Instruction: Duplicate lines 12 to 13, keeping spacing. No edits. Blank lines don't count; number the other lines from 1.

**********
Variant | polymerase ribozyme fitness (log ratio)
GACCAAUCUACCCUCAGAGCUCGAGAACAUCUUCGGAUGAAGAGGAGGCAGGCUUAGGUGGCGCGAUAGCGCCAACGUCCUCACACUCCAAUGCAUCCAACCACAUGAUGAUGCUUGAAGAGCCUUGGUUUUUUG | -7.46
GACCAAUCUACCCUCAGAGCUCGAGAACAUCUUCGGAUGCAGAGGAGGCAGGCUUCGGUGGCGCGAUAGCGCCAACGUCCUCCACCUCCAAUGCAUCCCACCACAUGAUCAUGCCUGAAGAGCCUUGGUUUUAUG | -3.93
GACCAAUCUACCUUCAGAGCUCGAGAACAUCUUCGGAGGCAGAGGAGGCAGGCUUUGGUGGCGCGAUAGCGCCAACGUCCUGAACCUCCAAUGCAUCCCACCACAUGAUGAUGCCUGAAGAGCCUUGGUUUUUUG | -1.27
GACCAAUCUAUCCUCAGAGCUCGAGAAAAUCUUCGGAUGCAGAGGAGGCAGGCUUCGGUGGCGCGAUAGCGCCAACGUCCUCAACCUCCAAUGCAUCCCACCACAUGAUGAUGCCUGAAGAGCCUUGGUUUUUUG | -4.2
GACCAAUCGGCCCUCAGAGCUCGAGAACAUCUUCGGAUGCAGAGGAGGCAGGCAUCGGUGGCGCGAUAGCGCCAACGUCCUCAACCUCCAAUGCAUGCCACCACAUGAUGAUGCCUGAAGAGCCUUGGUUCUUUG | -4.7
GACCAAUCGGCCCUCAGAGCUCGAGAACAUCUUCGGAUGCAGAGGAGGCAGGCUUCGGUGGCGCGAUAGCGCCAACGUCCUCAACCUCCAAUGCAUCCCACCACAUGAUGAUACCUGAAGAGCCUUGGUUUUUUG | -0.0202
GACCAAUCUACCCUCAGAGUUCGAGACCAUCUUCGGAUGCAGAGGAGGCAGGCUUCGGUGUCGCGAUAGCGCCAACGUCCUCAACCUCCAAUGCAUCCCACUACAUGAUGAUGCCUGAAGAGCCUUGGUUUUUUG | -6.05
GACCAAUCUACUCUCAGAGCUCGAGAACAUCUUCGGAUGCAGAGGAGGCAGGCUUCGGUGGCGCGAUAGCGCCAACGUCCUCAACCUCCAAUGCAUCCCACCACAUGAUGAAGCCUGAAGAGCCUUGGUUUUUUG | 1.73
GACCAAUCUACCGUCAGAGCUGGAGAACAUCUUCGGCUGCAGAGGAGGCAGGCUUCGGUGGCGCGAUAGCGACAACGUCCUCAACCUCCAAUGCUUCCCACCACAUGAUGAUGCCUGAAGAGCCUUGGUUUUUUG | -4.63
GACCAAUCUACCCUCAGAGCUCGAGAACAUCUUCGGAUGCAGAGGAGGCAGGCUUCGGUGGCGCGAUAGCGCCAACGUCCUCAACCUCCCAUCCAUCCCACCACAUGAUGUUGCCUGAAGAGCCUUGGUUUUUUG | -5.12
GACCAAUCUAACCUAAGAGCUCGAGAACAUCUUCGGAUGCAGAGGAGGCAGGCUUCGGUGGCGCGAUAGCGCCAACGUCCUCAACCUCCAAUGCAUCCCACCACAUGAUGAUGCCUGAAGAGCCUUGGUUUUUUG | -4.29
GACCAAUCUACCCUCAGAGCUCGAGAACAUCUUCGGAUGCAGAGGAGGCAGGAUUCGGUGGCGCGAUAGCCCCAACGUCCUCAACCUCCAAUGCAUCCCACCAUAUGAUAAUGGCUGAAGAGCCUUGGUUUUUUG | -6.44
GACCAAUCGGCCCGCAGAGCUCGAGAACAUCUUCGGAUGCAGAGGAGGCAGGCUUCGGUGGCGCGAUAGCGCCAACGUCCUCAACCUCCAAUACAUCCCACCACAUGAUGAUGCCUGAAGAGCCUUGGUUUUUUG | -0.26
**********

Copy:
GACCAAUCUAACCUAAGAGCUCGAGAACAUCUUCGGAUGCAGAGGAGGCAGGCUUCGGUGGCGCGAUAGCGCCAACGUCCUCAACCUCCAAUGCAUCCCACCACAUGAUGAUGCCUGAAGAGCCUUGGUUUUUUG | -4.29
GACCAAUCUACCCUCAGAGCUCGAGAACAUCUUCGGAUGCAGAGGAGGCAGGAUUCGGUGGCGCGAUAGCCCCAACGUCCUCAACCUCCAAUGCAUCCCACCAUAUGAUAAUGGCUGAAGAGCCUUGGUUUUUUG | -6.44